Display Settings:

Format

Send to:

Choose Destination
See comment in PubMed Commons below
Toxicol Pathol. 2006;34(5):666-86.

Enhanced histopathology of the bone marrow.

Author information

  • Laboratory of Experimental Pathology, National Institute of Environmental Health Sciences/NIH, 111 Alexander Drive, Research Triangle Park, NC 27709, USA. elmore@niehs.nih.gov

Abstract

Changes in bone marrow cellularity can be an indicator of systemic toxicity and, therefore, bone marrow should be included in the battery of tissues examined for enhanced histopathology. However, the majority of changes in the bone marrow that are observed in toxicology studies are a response to hematological changes or lesions elsewhere in the body. For this reason, a consideration of all tissue changes in the body is required in order to differentiate toxic effects versus physiological responses in the bone marrow. While enhanced histopathology involves evaluation of the separate compartments in each lymphoid organ using descriptive rather than interpretive terminology, bone marrow is unique in that it lacks specific compartments. Furthermore, identification of erythroid, myeloid, megakaryocytic, and stromal cells, plus adipose tissue and hemosiderin-laden macrophages, can be accomplished from conventional H&E-stained sections, but conclusive identification of lymphoid lineage cells is not likely. This limits the extent of initial enhanced histopathology on bone marrow and argues for the use of cytological preparations for more comprehensive assessment of potential immunomodulatory effects.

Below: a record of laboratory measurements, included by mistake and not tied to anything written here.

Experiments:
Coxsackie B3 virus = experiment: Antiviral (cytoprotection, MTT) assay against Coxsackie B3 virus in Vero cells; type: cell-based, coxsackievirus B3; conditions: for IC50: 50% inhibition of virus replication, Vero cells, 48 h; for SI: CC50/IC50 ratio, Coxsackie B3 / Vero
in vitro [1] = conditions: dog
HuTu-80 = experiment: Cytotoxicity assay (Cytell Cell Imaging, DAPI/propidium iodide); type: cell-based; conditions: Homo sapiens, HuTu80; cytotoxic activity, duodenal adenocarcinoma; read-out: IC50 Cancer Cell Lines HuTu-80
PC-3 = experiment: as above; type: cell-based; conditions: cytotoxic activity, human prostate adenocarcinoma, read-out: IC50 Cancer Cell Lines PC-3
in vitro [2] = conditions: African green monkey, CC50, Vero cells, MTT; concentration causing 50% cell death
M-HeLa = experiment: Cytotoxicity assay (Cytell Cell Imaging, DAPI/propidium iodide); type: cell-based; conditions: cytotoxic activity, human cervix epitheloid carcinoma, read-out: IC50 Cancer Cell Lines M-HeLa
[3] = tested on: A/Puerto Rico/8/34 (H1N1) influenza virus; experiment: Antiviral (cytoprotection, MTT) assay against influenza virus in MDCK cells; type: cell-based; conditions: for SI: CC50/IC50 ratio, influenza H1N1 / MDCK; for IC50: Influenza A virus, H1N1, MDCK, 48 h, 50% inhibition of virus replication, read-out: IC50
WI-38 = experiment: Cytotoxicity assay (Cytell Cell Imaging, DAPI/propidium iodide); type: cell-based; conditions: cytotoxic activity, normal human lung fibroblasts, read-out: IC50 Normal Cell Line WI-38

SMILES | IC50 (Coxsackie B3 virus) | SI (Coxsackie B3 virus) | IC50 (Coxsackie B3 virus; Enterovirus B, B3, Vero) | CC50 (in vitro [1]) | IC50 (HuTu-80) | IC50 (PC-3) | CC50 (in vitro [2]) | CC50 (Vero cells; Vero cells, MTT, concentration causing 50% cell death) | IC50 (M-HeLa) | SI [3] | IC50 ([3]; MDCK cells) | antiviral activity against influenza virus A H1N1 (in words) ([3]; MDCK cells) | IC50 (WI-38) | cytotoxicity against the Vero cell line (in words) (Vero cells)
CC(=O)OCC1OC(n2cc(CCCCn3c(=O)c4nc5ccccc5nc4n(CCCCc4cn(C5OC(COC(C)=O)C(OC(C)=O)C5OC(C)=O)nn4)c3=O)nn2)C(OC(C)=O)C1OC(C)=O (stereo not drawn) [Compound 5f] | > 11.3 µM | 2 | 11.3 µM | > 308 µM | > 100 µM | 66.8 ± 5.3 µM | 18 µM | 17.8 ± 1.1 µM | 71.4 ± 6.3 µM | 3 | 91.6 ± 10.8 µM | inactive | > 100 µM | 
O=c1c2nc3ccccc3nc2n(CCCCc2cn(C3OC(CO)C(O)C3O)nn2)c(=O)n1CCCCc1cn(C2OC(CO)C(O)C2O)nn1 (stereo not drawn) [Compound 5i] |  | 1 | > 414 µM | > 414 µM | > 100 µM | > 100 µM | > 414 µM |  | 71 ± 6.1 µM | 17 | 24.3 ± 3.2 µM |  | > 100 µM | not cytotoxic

PMID:
17067952
[PubMed - indexed for MEDLINE]
PMCID:
PMC1797897
Free PMC Article

Images from this publication.See all images (19)Free text

Figure 1
Figure 2
Figure 3
Figure 4
Figure 5
Figure 6
Figure 7
Figure 8
Figure 9
Figure 10
Figure 11
Figure 12
Figure 13
Figure 14
Figure 15
Figure 16
Figure 17
Figure 18
Figure 19
PubMed Commons home

PubMed Commons

0 comments
How to join PubMed Commons

    Supplemental Content

    Full text links

    Icon for HighWire Icon for PubMed Central
    Loading ...
    Write to the Help Desk